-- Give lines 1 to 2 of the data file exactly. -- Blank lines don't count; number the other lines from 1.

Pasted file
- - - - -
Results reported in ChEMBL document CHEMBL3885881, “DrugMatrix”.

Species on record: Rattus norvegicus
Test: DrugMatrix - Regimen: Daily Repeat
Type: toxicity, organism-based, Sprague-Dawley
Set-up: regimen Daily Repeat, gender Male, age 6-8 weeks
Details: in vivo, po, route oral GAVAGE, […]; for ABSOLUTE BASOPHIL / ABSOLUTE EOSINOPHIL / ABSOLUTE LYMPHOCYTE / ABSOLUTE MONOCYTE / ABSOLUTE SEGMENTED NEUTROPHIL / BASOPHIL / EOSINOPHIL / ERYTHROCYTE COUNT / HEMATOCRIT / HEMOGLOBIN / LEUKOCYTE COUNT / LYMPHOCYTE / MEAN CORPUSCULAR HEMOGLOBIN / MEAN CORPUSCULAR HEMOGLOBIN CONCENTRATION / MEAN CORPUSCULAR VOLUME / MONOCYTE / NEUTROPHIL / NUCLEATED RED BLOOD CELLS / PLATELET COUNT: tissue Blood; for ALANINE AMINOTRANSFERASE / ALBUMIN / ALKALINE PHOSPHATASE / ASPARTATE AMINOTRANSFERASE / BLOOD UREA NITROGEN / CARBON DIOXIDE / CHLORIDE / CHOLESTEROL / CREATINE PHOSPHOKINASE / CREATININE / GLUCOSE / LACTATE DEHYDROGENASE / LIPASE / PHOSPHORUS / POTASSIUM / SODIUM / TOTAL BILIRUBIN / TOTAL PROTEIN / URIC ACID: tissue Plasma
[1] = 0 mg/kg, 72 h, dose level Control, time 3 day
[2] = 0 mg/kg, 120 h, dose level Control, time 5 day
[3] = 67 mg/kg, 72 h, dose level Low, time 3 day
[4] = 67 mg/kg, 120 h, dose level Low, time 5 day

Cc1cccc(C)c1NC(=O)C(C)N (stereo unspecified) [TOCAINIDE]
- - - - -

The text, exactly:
Results reported in ChEMBL document CHEMBL3885881, “DrugMatrix”.

Species on record: Rattus norvegicus